Renovation was a clear mainstream theme last year among a lot of successful casual games, especially in the puzzle sector, focused on female audiences. During november 2020, creators (company Magic Tavern) of the hit Matchington Mansion, launched their new title “Project Makeover”. I don’t want to talk about history, but I recommend going through this article, where Michail Katkoff described a foggy background of this company. However, according to Sensor Tower, Project Makeover was shortly after launch in top 5 in Apple App Store with 5 millions downloads made 3 millions in revenues (+ another 5 millions downloads and 1 million revenues on Google Play). That’s pretty solid results on this highly competitive and saturated market.
As devs mentioned on their LinkedIn profile, their goal is to create fun “match 3 puzzle mobile games, targeted at female millennials”. So it looks that they created the right mix of classic core gameplay and catching meta.
Core Match 3
The core gameplay consists of traditional match 3 swiping concept. You don’t find anything revolutionary there. Classic powerups and mechanics as you can see in many other titles and lifes, which are refilled by time. Differences in mechanics are only cosmetic. Winning a level give you two currencies:
- Coins – You will spend coins to fulfill tasks, what lead your progress
- Cash – Cash can be spend on changing your’s avatar look, outfits and director’s room decorations. This changes have impact only on self-express and social element of the game.
Finishing levels is the main monetization point in Project Makeover. If you run out of moves, you can purchase additional 5 moves for gems, or you can spend them for additional boosters. They are the only thing that you can purchase directly in the shop. Simple. Occasionally you will get the opportunity to get special decoration items. But only in case, that you will finish level on the first try.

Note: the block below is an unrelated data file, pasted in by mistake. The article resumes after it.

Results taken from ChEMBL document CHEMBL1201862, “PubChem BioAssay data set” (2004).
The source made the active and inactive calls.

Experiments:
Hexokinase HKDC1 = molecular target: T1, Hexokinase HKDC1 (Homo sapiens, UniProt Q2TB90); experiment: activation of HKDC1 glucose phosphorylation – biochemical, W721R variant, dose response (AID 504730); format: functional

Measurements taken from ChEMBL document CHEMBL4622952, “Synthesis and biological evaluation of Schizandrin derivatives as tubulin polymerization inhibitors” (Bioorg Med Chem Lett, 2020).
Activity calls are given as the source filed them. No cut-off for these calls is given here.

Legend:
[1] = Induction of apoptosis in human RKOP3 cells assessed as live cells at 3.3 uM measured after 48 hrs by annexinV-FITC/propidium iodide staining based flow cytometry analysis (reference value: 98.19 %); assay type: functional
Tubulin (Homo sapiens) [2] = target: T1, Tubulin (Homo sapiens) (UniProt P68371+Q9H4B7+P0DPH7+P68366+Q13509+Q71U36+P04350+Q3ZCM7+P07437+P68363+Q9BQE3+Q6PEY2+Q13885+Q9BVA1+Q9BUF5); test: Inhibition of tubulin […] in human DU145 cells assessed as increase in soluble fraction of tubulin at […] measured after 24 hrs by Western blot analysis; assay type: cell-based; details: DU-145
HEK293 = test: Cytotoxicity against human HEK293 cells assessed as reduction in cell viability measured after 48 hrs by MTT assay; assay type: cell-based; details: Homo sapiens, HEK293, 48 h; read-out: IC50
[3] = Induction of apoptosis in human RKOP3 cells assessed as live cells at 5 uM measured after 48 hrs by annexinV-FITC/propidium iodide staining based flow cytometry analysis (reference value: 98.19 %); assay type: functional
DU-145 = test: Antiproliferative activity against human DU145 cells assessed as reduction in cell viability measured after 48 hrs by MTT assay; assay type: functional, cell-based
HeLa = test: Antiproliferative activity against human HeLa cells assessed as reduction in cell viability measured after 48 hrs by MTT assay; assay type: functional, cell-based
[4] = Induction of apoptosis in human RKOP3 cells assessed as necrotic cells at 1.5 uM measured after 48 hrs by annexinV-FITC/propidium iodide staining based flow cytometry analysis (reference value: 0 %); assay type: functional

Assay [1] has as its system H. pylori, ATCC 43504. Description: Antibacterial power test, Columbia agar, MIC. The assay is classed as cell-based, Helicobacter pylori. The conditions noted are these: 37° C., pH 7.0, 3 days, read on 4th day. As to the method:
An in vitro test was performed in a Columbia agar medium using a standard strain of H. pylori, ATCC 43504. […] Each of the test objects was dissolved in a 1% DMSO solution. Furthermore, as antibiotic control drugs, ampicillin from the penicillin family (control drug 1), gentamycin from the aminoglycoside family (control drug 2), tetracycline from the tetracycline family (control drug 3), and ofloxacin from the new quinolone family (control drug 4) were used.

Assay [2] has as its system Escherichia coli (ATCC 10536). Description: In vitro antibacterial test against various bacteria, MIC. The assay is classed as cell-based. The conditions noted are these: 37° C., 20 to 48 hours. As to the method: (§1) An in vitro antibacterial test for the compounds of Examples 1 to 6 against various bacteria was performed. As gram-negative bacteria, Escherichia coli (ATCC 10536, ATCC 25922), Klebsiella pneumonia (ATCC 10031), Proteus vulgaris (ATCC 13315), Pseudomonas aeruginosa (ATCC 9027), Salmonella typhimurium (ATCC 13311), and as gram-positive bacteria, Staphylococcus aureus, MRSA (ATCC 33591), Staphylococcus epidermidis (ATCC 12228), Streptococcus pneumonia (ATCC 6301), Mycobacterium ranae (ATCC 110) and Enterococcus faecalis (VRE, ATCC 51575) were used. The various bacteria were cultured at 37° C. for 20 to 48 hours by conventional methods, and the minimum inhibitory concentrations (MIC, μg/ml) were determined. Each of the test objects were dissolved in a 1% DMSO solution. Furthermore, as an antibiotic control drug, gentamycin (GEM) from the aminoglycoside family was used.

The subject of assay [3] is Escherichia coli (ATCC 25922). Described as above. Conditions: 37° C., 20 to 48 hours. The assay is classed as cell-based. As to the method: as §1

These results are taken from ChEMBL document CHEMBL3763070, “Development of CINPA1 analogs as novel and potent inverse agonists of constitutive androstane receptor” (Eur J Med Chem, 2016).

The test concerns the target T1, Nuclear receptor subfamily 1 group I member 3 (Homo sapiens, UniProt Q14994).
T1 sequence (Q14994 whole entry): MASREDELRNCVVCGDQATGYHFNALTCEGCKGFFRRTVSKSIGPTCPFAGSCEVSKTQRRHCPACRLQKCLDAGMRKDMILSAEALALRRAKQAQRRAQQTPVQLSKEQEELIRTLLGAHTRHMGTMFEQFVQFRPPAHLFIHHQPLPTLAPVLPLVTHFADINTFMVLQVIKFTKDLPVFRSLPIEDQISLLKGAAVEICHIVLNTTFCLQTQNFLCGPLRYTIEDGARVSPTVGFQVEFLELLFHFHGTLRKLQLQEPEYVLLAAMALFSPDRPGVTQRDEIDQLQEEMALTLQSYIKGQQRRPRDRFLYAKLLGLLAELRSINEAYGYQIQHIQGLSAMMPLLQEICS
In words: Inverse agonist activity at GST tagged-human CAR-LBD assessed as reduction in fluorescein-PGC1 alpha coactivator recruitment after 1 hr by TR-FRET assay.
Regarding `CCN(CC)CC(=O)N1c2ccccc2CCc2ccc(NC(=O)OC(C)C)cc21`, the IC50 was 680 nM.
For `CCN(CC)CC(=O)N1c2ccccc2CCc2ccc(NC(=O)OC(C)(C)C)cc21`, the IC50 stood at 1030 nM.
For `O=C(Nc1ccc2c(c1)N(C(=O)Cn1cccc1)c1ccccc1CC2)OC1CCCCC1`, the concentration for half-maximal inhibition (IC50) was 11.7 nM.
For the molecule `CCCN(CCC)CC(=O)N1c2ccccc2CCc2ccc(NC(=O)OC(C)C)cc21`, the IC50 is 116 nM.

In gameplay I didn’t find any disturbing or surprising moments. The true difference is laying in the meta.
Meta, Story and Narration
The game is divided into episodes. In every episode you will meet a new person, who needs help with total makeover. Every of them has a different backstory, character and job, which fit well with the story and dialogues. You will meet shy nerdy girl, scruffy car mechanic, neurotic chef etc.
The makeover consists from three phases:
- In the saloon, you can change haircut, makeup etc
- In the wardrobe you will create new outfit
- Room – every character have their specific room, which have to be renovated, to fit their new style
These phases are also divided into several specific tasks, each costs some amount of coins. Tasks can have a choice (select the haircut, select which sofa we put here, …) or just do some action, required to proceed (wash the hair, clean room). Figures always react with proper reaction or joke. As I mentioned, every figure which you will take care of is different, so tasks are also often different and unique. What I like the most is the fact that every figure has a unique timeline and order of required steps and procedures. So you will jump from saloon to the room or from the wardrobe to the saloon several times and it still looks very natural. The reason why it makes sense is setting into the story and a format.
The game is stylized as a TV Show, where you are the director. And you aren’t the only member of the production crew. You will cowork with several well-written characters, which are creating a space for developing a story suitable for your TV show episodes. During playing you will also unlock section “drama”. Here you can watch some behind the stage intrigues. For example you will be a witness to an attempt of stealing your production crew for a competitive project. Although the format of these TV shows is very straightforward and repetitive, developers from Magic Tavern understood that they need something special. Something that will help you to stick with the game, their characters and goals. This trend you can see also in other puzzle games, where the basic plot (you inherited an old mansion) and renovation progress is no longer enough. I can recommend this article from Om Tanton on this topic.
Currently, the whole social part of the game consists of the possibility of sending and receiving lives from your friends and visiting their director’s room. Yes, you can also send a rating in the form of emoticons, but it doesn’t have any impact currently. But the whole part of the game focusing on customizing your avatar and director’s room predicts that the social element will play a more important role in the future. At least I expect social based live events and some kind of guilds or teams.
Graphics & UI
The game keeps a clear and simple interface, which works well in combination with customizable 3D models. They are fully animated, which brings life and a feedback to the player’s actions. Basic story dialogues are made only in traditional 2D form with characters showing certain emotions and text bubbles. This solution is simpler for sure and easier to produce, but it does not matter. The character’s design is appealing and memorable, which is important here.
List of mentioned articles
- Power of Storytelling in Blockbuster Casual Games? by Om Tandon
- Matchington Mansion – You Won’t Believe the Truth by Michail Katkoff, Niek Tuerlings and Yours Truly